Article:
Impact of Media on Indian Women
The media are covering the speech tonight. Media has always been creating impacts on our life. Whether based on education, information or entertainment, gaining the latest news on these topics has been made easier nowadays with the help of the media. In India, media is a fourth pillar of the democracy due to its social responsibilities.
Media’s impact on society can be judged from many perspectives such as social, economic and political. All of these perspectives are merged and explained below:- 1) Generating awareness on various social evils like dowry, female feticide and infanticide, etc. this has led to the decline in the incidence of them. 2) Bringing into focus any atrocities faced by women of the weaker sections of the society. This has brought in a sense of security to the women of the weaker sections. Majority groups fear to do any harm to them. In the long run, this will bring peace and tranquility among communities.
Generating awareness on good practices like health, hygiene, nutrition etc. thereby improving the living standards. 4) Media is responsible for generating pan India identity and enabling Indian women to loosen their parochial and narrower identity which in turn has led to an increase in the number of Indian women seeking education, going for higher studies and pursuing a job. This has led to a decrease in the so called ‘Gender inequality system. ’ 5) Media has been showing in new employment opportunities that are available in the market. This has enabled a common woman with requisite skills to grab them.
Thus, today women are matching the men in every step and are coming out on top in whichever profession they are in, be it director of a successful movie or being the CEO of a major multinational corporation and even in the sports field as well. 6) Media is responsible for sensitizing our administrators on various issues. 7) Media is responsible for spreading the latest trends in fashion thus, changing the dressing style, use of cosmetics, hair styles, etc. of Indian women. 8) Exposure to general media programming and to family planning messages through the media has a strong impact on reproductive attitudes and behaviors in India.
According to analyses of national survey data, women in India who regularly watch television and those who have been exposed to family planning messages are more likely than other women to approve of family planning. Having listened to family planning messages on radio or television is associated with contraceptive use in the Indian society. 9) Media is responsible directly for providing employment opportunities to the Indian women and thereby, increasing the living standards of the women and their families especially in the rural areas. Negative Effects
Tendency of women to judge themselves against unrealistic mass-media images of femininity * With the new obsessions of weight loss, plastic surgery, and Bollywood stars, women believe they are not normal unless they fit into the so-called “Barbie Doll” image. Young girls are fed body images when they pick up their first Barbie-doll. Yet, research has found that the Barbie-doll would not be able to live if she was human. Her body would be too tapered to hold less than a half of a liver and her back would be too weak to support weight the her upper body .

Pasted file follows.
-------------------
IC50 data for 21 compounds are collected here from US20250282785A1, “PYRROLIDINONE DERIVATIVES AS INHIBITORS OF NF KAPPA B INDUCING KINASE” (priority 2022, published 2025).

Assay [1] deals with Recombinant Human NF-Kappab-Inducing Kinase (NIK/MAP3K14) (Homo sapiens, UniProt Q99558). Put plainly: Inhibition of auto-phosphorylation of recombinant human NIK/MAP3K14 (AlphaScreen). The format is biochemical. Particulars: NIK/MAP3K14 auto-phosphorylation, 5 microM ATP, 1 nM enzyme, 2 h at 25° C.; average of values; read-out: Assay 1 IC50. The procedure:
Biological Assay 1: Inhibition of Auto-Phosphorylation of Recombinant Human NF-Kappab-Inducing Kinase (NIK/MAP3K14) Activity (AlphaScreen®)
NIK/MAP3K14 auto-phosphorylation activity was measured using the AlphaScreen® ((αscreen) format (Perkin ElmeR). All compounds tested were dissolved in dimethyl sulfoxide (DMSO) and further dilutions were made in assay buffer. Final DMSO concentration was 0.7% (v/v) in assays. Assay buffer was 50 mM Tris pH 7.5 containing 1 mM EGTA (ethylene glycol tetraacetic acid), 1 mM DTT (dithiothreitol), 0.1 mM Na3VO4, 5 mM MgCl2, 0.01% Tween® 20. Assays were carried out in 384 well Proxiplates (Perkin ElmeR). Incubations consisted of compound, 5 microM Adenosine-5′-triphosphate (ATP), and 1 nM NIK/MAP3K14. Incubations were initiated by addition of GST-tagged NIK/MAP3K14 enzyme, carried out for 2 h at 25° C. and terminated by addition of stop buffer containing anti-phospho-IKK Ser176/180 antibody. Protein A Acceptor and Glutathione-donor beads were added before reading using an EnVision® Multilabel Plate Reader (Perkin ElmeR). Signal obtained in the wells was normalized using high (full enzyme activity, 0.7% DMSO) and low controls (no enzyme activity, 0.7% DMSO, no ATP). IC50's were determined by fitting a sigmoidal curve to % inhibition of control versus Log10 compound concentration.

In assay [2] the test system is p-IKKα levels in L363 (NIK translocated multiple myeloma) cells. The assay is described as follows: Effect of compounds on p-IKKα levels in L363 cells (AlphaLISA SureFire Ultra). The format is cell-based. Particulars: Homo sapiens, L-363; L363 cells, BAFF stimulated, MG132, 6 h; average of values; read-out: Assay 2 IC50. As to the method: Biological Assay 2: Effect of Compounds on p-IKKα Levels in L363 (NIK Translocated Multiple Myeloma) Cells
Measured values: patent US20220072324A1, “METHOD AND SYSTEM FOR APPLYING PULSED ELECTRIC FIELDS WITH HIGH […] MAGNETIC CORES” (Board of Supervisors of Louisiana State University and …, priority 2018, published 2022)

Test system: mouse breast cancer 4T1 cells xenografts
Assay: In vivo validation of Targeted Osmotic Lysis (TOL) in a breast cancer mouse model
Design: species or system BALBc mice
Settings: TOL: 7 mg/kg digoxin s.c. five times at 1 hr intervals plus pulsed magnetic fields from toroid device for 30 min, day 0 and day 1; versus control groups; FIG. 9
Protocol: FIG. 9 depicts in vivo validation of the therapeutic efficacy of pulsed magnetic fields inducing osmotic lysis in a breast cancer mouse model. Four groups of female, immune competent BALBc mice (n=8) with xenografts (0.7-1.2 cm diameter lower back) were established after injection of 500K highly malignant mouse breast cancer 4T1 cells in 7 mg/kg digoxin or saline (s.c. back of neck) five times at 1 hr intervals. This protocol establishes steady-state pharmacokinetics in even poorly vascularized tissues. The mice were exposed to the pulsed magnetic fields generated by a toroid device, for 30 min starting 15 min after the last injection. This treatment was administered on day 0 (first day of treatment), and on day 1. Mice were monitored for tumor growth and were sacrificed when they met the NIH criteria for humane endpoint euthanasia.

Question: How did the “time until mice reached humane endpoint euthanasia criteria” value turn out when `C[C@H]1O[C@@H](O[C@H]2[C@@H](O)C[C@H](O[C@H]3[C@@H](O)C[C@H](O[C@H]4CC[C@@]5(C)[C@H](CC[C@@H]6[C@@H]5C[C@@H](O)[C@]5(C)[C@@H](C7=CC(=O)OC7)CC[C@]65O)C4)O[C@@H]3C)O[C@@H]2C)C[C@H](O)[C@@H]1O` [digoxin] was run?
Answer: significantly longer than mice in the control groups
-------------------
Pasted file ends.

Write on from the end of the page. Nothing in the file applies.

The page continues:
No longer do some women base their self-worth on personality, morals, or values but having an unblemished body with designer clothing that is wore by celebrities. Women are reading magazines and watching television, which project the image of rock-hard abs, long skinny legs, and huge breast. The media influences these unattainable images for women through model ads, television commercials, and by boosting Bollywood stars as examples of how women should look. The media influences the way women consume products from the market and her mental well being also.
We all know the stereotypes—the femme fatale, the supermom, the sex kitten, the nasty corporate climber. Whatever the role, television, film and popular magazines are full of images of women and girls who are typically white, desperately thin, and made up to the hilt—even after slaying a gang of vampires or dressing down a Greek legion. * Many would agree that some strides have been made in how the media portray women in film, television and magazines, and that the last 20 years has also seen a growth in the presence and influence of women in media behind the scenes.
Nevertheless, female stereotypes continue to thrive in the media we consume every day. * The objectification of women is commonly used to refer to the presentation of women in the media as an object. Women’s bodies are routinely used as objects to sell various products. In certain pictures women are presented as being vulnerable and easily overpowered especially in ads were they have on revealing clothing and take on submissive roles. These images are found in music videos as well, where the focus is only a particular body part. Lyrics to some songs promote this objectification as well. Conclusion
To sum it all, media has left an indelible print on our women folk, right from the times of Savitri Bai Phule who ran a school for girls. The impact of media in the form of education began its journey; it gathered momentum along the way and gave us astounding stalwarts. Media opened the door and made it possible for women to break the chains of four walls and come and conquer the world. Be it in the form of politics or social prima donnas, the silver screen or the arena of sports, media brought to us super women who would otherwise lie forgotten beneath the layers of chores, grime and pots and pans.